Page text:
If you are in a jewelry shop browsing for a gift for yourself or a loved on, or perusing jewelry ads, you may come across the word "fire" to label a diamond. What does that mean? That the diamond is hot? As fun as a magically warm diamond would be, fire used in reference to diamonds actually means the refraction of light that occurs through a diamond. This creates a band of color like a rainbow. Greeks of the classical period believed that this rainbow fire was a tiny encapsulated portion of the eternal burning of love. It is best to look for a diamond's fire in places where the light is low, like over a candle light dinner or in a soft-lighted parlor. Exactly how much fire you will see is dependent on how the particular diamond is shaped.
More traditionally shaped diamonds look like they have more fire than diamonds shaped in the modern style, because they have exaggerated angles at the crown, and flat, tabular facets. Some other things to consider when you are looking for fire are brilliance and scintillation. Brilliance is a measure of a how bright a diamond is, and how much interior contrast it presents. This affects how much light returns to the viewer. Brilliance is sometimes called return-of-light in the industry.
This is what gives diamonds their trademark sparkle, and is what most people are immediately attracted to in the stones. Hence, many gem specialists believe that it a stone's most valuable aspect. Scintillation comes from the Latin for sparks or embers. For diamonds, scintillation is the way in which light scatters off the surface of stone when it is in motion. Brilliance and scintillation are similar, but the former refers to the light reflected while a diamond is sitting still.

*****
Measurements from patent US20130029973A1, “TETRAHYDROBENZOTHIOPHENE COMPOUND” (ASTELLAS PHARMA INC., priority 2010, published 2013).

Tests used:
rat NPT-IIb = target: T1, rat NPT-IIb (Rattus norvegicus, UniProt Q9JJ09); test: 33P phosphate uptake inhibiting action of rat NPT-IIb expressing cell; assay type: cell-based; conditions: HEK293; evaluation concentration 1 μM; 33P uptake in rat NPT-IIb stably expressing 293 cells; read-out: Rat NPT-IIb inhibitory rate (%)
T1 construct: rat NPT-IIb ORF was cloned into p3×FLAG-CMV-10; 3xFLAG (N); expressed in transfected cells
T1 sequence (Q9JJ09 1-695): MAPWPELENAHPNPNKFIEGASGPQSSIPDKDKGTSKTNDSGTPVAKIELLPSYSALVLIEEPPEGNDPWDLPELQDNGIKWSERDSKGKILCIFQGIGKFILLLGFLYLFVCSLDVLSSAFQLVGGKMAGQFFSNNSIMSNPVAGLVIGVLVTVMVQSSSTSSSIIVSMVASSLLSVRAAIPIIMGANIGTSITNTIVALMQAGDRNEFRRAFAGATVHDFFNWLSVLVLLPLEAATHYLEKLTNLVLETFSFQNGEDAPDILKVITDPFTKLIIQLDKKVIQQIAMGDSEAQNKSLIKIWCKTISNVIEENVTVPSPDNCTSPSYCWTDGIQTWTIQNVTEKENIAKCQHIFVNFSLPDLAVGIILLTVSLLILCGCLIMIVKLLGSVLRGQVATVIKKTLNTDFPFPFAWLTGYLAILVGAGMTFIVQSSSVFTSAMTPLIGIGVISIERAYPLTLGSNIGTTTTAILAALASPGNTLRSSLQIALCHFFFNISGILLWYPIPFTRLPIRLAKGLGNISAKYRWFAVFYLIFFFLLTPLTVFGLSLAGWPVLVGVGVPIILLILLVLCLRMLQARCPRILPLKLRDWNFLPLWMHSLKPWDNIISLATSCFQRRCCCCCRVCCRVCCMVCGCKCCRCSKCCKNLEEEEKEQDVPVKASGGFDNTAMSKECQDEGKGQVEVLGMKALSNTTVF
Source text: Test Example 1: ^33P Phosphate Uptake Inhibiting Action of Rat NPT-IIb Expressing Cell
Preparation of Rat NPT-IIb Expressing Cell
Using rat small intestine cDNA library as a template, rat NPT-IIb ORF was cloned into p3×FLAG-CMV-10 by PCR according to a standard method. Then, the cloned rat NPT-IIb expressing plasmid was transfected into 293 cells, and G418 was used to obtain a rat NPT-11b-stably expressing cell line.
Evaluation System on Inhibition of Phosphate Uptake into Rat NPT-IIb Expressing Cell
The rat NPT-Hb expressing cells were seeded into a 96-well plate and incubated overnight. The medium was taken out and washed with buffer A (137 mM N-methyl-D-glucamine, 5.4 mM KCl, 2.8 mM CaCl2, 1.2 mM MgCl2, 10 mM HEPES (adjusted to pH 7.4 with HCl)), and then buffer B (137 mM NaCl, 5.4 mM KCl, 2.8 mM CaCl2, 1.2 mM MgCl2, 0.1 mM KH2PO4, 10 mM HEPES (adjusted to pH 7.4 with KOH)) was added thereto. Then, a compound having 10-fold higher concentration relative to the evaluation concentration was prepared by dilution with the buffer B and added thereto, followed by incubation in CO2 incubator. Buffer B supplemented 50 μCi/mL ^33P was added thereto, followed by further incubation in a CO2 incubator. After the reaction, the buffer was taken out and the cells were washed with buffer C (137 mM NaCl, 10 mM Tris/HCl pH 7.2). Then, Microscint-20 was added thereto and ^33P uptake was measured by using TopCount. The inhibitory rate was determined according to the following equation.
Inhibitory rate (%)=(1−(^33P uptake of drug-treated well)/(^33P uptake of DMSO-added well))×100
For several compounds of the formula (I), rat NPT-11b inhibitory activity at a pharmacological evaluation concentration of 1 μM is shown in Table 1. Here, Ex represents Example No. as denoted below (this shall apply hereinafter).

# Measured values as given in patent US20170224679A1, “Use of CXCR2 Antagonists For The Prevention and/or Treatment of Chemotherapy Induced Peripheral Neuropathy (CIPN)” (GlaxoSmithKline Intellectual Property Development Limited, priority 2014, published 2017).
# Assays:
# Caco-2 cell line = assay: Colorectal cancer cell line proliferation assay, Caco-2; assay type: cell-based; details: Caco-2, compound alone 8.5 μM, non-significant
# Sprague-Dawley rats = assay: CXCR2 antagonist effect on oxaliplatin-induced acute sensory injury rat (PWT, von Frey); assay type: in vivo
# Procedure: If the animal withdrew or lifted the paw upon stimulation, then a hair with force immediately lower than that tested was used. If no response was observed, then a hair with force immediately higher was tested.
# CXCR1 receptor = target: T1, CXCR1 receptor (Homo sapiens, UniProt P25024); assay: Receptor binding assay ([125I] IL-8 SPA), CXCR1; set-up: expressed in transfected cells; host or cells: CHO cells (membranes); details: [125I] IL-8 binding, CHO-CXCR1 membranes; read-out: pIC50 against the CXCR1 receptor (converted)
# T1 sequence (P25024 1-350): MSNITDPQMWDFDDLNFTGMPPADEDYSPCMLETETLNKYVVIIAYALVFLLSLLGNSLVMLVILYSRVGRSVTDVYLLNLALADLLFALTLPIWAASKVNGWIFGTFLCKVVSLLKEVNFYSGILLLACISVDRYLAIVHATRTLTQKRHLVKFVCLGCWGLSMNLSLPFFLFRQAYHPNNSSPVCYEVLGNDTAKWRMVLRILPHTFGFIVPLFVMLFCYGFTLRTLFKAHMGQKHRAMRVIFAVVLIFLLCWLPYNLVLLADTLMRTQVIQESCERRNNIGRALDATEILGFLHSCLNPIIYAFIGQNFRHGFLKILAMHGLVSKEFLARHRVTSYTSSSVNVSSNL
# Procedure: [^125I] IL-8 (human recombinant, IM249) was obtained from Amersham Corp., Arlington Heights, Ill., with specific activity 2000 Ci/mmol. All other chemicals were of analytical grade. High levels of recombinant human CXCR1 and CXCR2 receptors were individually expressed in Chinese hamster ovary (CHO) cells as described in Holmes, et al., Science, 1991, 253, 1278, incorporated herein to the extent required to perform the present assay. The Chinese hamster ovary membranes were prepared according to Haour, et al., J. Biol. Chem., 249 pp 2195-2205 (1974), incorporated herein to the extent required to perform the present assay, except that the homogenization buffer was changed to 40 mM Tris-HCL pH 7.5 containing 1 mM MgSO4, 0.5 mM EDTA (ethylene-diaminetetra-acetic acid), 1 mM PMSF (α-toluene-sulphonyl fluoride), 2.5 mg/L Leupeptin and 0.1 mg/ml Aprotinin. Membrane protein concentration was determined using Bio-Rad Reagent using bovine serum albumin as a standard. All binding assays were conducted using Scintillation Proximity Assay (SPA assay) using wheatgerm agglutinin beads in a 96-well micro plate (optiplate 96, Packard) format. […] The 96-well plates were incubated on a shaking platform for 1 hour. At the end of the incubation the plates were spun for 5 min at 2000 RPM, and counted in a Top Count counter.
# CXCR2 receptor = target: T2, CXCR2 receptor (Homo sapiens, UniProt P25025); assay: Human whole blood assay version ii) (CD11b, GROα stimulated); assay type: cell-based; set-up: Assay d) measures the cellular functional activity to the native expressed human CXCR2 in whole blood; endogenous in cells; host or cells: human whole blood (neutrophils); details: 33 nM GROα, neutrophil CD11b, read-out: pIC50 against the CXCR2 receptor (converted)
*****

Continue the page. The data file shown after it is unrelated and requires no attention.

Both of them are distinct from fire, which is the reflection of light but about a stone's rainbow making refractions of light. When a diamond is fashioned into its shape, there are certain decisions that have to be made. Shape determines the amount of fire and brilliance a stone will have, and no stone can have it all. So gem specialists must often choose one or the other. The current trend is to cut stones to enhance their brilliance rather than to increase their fire. Of course, fire, brilliance, and scintillation are important, but the most important thing is how a stone seems to you.
When you are choosing a diamond for yourself, the most important thing is that you find that special something in it. If the stone has all the fire, scintillation, and brilliance in the world, if you don't find it appealing it is worthless to you.
Gregg Hall is an author living in Navarre Florida. Find more about this as well as the jewelry and diamonds at http://www.jewelryanddiamondsplus.com